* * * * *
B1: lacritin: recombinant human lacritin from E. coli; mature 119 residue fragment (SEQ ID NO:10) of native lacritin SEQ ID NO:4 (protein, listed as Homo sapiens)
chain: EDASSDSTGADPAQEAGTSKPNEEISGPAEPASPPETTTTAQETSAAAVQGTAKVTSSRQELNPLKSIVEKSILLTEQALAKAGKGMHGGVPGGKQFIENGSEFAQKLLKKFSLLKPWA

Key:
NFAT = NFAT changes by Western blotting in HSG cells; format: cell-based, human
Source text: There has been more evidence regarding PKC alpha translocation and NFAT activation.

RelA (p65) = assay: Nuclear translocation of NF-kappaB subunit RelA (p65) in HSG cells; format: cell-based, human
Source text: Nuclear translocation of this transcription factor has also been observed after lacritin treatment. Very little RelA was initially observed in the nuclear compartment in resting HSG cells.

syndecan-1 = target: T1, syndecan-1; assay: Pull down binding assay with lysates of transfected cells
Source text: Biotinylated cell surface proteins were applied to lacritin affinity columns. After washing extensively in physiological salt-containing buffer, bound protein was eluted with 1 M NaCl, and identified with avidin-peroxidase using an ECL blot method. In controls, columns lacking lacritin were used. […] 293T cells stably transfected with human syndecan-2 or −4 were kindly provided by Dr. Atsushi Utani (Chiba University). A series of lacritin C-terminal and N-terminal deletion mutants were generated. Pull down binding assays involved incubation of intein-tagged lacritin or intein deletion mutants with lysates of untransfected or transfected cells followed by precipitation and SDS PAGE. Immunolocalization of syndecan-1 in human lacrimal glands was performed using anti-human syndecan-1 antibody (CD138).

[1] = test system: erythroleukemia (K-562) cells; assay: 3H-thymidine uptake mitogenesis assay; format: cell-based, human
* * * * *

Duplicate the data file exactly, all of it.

B1: lacritin: recombinant human lacritin from E. coli; mature 119 residue fragment (SEQ ID NO:10) of native lacritin SEQ ID NO:4 (protein, listed as Homo sapiens)
chain: EDASSDSTGADPAQEAGTSKPNEEISGPAEPASPPETTTTAQETSAAAVQGTAKVTSSRQELNPLKSIVEKSILLTEQALAKAGKGMHGGVPGGKQFIENGSEFAQKLLKKFSLLKPWA

Key:
NFAT = NFAT changes by Western blotting in HSG cells; format: cell-based, human
Source text: There has been more evidence regarding PKC alpha translocation and NFAT activation.

RelA (p65) = assay: Nuclear translocation of NF-kappaB subunit RelA (p65) in HSG cells; format: cell-based, human
Source text: Nuclear translocation of this transcription factor has also been observed after lacritin treatment. Very little RelA was initially observed in the nuclear compartment in resting HSG cells.

syndecan-1 = target: T1, syndecan-1; assay: Pull down binding assay with lysates of transfected cells
Source text: Biotinylated cell surface proteins were applied to lacritin affinity columns. After washing extensively in physiological salt-containing buffer, bound protein was eluted with 1 M NaCl, and identified with avidin-peroxidase using an ECL blot method. In controls, columns lacking lacritin were used. […] 293T cells stably transfected with human syndecan-2 or −4 were kindly provided by Dr. Atsushi Utani (Chiba University). A series of lacritin C-terminal and N-terminal deletion mutants were generated. Pull down binding assays involved incubation of intein-tagged lacritin or intein deletion mutants with lysates of untransfected or transfected cells followed by precipitation and SDS PAGE. Immunolocalization of syndecan-1 in human lacrimal glands was performed using anti-human syndecan-1 antibody (CD138).

[1] = test system: erythroleukemia (K-562) cells; assay: 3H-thymidine uptake mitogenesis assay; format: cell-based, human